The shadow foreign minister of the United Kingdom’s Labour Party, whose leader, Ed Miliband, is Jewish, said it would be a mistake for the country to not send a representative to Iran’s August 4th presidential inauguration.
John Spellar told the BBC that “engaging” with Tehran did not have to “imply approval” of the Iranian regime.
Spellar told BBC Radio 4â€²s Today program: “Diplomacy is about recognizing facts, even if you disagree with people. There’s a huge range of issues, it’s not just the nuclear issue that obviously there’s been great focus on, but for example with the drawdown in Afghanistan.”
He said neighboring countries like Iran would be “crucial players in ensuring stability and progress” in Afghanistan.
“They can either be a constructive or non-constructive part of that, it’s hugely important to engage, and I think it’s a missed opportunity to start to establish links, to start to see where there may be common ground and to start to make progress towards more normal relations.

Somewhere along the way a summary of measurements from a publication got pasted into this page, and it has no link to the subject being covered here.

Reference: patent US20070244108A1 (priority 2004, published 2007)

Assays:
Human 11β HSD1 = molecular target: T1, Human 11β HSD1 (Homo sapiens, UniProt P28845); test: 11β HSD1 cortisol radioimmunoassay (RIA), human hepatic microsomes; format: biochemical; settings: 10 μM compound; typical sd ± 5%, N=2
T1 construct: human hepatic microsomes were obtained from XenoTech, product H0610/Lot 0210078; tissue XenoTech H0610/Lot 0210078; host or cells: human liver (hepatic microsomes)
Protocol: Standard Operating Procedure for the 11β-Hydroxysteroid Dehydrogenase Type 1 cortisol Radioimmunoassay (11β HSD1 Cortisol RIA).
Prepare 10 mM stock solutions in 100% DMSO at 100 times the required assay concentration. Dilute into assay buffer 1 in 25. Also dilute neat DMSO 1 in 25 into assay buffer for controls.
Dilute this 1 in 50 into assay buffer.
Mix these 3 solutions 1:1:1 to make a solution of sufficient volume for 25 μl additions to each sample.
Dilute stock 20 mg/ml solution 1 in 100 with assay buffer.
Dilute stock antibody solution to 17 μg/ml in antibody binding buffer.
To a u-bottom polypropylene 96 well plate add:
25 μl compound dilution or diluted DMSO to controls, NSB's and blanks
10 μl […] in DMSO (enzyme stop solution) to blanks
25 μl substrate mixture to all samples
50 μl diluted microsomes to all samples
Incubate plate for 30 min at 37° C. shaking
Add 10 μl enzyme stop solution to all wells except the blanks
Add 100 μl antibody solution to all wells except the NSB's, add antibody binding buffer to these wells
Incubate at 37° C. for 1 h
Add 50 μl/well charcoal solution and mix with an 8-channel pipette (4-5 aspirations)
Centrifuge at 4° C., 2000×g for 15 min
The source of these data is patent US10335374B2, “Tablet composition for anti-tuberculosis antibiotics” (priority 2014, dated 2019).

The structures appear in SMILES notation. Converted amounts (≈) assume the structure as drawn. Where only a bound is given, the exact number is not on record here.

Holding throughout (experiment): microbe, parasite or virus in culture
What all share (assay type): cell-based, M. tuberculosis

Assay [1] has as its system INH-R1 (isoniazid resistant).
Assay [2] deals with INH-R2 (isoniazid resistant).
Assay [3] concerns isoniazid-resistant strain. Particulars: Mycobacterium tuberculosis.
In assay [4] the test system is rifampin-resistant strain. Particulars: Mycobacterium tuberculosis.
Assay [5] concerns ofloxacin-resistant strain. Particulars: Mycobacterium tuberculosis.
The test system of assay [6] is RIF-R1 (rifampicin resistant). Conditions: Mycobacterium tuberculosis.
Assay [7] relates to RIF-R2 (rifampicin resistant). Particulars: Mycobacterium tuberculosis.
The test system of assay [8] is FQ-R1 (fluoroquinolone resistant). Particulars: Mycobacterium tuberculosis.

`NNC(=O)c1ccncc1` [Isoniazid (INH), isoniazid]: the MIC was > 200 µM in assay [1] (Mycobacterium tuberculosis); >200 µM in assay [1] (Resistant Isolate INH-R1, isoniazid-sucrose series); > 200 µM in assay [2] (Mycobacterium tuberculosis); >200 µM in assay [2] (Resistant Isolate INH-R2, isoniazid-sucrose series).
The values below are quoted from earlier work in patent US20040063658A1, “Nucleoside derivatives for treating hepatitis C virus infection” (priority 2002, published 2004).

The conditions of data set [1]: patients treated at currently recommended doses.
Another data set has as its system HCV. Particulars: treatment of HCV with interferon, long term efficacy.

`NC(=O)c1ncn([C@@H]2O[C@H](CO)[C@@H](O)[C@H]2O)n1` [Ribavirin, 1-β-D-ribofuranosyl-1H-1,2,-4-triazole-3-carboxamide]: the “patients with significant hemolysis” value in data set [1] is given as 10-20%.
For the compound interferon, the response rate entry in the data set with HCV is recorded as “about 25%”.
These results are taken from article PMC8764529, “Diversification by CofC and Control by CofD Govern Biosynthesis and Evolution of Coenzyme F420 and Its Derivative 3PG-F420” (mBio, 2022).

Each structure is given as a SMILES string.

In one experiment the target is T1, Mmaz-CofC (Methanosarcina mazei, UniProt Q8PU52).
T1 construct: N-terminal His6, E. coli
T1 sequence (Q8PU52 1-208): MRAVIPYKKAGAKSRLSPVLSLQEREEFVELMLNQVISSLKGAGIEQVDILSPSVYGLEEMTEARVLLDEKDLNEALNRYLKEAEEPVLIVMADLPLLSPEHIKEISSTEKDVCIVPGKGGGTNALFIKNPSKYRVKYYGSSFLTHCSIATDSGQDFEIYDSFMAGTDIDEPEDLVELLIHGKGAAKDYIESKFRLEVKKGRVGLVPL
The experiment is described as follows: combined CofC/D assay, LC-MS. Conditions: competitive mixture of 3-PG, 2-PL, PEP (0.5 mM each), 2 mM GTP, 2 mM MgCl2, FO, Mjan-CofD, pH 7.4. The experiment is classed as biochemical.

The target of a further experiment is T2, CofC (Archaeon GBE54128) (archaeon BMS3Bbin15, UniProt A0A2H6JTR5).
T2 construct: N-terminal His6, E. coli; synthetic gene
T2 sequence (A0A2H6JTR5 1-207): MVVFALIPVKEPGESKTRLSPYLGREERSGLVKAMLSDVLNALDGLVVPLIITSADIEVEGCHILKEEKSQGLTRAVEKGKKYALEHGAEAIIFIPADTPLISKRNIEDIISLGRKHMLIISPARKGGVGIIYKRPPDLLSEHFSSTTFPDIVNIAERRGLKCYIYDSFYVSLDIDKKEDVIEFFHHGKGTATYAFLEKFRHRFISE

“It’s not about celebration, it’s not about showing approval… it’s about doing business, it’s about properly engaging,” he said.
In a rare move, Iran has invited officials from foreign governments to attend the inauguration—although it did not extend the invitation to the United Sates or Israel.
UK diplomatic staff were withdrawn from Iran and the British embassy closed in 2011, after it was attacked by protesters.
According to the BBC, an agreement among EU members means that only those with an embassy in Tehran will send representatives to the ceremony.
A spokesman for the Foreign Office said: “As the UK does not have an embassy or an ambassador in Tehran we are not attending. Diplomatic relations with Iran were reduced to the lowest level possible after the unprovoked attack on our embassy in 2011.”